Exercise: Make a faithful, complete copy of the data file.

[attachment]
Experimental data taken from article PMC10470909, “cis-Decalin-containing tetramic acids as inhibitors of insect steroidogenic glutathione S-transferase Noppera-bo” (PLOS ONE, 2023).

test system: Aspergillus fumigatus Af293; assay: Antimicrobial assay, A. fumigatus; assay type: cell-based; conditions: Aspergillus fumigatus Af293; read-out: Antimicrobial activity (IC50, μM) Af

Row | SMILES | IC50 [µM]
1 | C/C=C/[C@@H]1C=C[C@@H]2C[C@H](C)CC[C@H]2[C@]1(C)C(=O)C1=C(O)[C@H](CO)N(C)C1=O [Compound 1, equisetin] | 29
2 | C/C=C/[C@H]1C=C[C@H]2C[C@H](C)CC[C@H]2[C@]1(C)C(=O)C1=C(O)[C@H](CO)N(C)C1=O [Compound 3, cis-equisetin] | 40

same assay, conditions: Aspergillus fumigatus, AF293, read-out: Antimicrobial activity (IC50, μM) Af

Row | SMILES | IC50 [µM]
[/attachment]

Experimental data taken from article PMC10470909, “cis-Decalin-containing tetramic acids as inhibitors of insect steroidogenic glutathione S-transferase Noppera-bo” (PLOS ONE, 2023).

test system: Aspergillus fumigatus Af293; assay: Antimicrobial assay, A. fumigatus; assay type: cell-based; conditions: Aspergillus fumigatus Af293; read-out: Antimicrobial activity (IC50, μM) Af

Row | SMILES | IC50 [µM]
1 | C/C=C/[C@@H]1C=C[C@@H]2C[C@H](C)CC[C@H]2[C@]1(C)C(=O)C1=C(O)[C@H](CO)N(C)C1=O [Compound 1, equisetin] | 29
2 | C/C=C/[C@H]1C=C[C@H]2C[C@H](C)CC[C@H]2[C@]1(C)C(=O)C1=C(O)[C@H](CO)N(C)C1=O [Compound 3, cis-equisetin] | 40

same assay, conditions: Aspergillus fumigatus, AF293, read-out: Antimicrobial activity (IC50, μM) Af

Row | SMILES | IC50 [µM]